Friday, October 19, 2012

Where are you now?

“Meditation is the only intentional, systematic human activity which at bottom is about not trying to improve yourself or get anywhere else, but simply to realize where you already are.”

Jon Kabat-Zinn, Wherever You Go, There You Are

I have always set goals for myself. And they have always been largely unrealized. Nevertheless, I have kept at it. I have made elaborate plans drawn to minutiae to attain these so called goals. Plans that are great in theory and set with the best of intentions invariably fall apart when life happens. But I never relent. Because goals to me, are a form of hope. That whatever it is that I have envisioned for myself, is indeed possible.

Goals are expectations we set for ourselves. To progress intellectually, physically, emotionally, spiritually from where we are to where we want to be. Many a time goals motivate us to act. But for many of us, it is a constant reminder of our inadequacies. They stem from an inherent belief that we are not happy with who we are. That we somehow fall short of who we want to be.

Some time ago, I came across this interesting concept of not setting goals. Initially, it seemed a bit  far fetched. I considered it as something only a perfectly confident (and smug) person could possibly embrace. Never one to dismiss an idea from someone I admire, I stored it away to revisit it some other time. But it kept resurfacing and the more I mulled over it, the more it made sense - to not have goals. To realize that 'This is it'. To be content with where we are right now.

It was radical to think of not setting goals. A wonderful refreshing thought that you can be functional and happy without goals. That is not to say that it is an excuse for inaction. I think my initial reluctance to this shift in thinking was because I was confusing goals with focus. I do understand that it takes patience and practice to focus in the moment without aspiring to a better state in the future, 
but it is a very inviting possibility. Now, where I have I heard this before - ‘act without expecting fruits of your labor’ (Gita anybody?).

How wonderful would it be to completely immerse myself in whatever I am doing, with utmost focus, without being mired in expectations of tomorrows. Say, to enjoy the act of running, not to shed a few pounds, but purely to enjoy the feeling of movement. To practice yoga, not to gain physical prowess, but to be fully aware of the physical movement with breath. To read, not to show off the newly gained knowledge but to gain a better understanding of life, of people, of places and experiences. To write, not to expect praise or fear criticism, but to express creativity and to find clarity. To work, not to reach the pinnacle of a career in the shortest possible time (rhetorically speaking... because due to some inscrutable mental block I have never ever aspired to this) but for it to be something that propels me with meaning and purpose.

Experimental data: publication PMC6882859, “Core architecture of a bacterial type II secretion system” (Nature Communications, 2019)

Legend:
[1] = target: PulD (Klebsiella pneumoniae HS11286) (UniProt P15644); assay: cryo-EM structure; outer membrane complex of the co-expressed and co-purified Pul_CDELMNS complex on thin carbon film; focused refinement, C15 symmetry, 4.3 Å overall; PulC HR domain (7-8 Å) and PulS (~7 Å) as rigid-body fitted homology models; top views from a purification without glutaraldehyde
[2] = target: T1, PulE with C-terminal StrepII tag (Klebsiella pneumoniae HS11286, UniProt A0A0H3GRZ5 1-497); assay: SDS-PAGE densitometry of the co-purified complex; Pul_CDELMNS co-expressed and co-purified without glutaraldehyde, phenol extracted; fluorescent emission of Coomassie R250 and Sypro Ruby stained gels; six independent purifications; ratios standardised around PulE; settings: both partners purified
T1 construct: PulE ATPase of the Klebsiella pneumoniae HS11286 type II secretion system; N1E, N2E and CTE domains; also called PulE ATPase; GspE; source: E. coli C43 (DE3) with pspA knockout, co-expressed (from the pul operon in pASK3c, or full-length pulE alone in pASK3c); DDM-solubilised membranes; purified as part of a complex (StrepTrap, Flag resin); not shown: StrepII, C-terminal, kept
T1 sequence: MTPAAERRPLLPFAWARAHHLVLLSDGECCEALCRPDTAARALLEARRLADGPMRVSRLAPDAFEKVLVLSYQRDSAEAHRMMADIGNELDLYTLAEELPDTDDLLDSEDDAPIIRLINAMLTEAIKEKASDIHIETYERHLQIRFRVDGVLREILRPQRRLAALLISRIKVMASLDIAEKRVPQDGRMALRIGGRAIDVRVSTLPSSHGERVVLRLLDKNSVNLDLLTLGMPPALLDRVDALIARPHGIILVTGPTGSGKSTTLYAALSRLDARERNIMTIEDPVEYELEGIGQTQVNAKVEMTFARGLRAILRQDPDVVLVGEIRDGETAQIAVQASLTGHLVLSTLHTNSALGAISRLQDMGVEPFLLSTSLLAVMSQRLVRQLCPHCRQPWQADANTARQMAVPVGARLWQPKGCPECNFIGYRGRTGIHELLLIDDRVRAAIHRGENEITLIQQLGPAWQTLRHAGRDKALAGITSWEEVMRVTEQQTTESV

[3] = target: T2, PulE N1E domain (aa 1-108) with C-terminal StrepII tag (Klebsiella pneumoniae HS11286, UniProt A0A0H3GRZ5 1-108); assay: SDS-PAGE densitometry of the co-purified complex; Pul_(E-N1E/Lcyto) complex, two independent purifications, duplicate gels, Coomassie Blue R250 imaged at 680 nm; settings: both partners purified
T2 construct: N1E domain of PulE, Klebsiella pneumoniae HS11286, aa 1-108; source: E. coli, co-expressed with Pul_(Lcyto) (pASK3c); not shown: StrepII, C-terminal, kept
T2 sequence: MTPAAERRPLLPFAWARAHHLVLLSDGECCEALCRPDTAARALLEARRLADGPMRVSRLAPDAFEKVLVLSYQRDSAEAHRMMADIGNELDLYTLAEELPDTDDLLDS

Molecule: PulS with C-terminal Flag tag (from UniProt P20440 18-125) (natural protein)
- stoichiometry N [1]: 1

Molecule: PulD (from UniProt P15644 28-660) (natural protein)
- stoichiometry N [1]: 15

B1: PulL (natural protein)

It is challenging to 
live life in an unconditional way and to engage without expectations. It takes courage and honesty to take a given moment as it comes and realize one's potential. It takes mindfulness to not compromise the present for some milestone birthday in the future hoping to cross-off items on a ‘to-achieve’ list. So yes, I might be able to hold a headstand now, but to what purpose? Have I learned anything from the accomplishment? Or did I meet the goal merely to gloat? I have to ask these questions because, I find that though I might have worked hard (albeit intermittently), to stand upside down, it is a herculean struggle to continue on. Now that I have arrived at my goal, what next? Handstand perhaps? I can sense a resistance in forming yet another goal. To keep scaling the mountain now seems pointless and excruciating. Inertia sets in and worse still, instead of a forward momentum, I seem to be slipping and sliding all the way to base camp. From this obscure point, it is easier to give into disillusionment. Because now, the summit, aka ‘the current goal’, seems all the more impossible to reach.

For now though, I have found middle ground. To not entirely do away with goals but not to get obsessed with them either. I am learning to use goals as a guide when I realize I have veered off from the path I want to be in. To gain perspective when I realize that the choices I have been making are not congruent with who I truly am. It is when I lose focus that my alarm bells go off.

So, here is to your moment...

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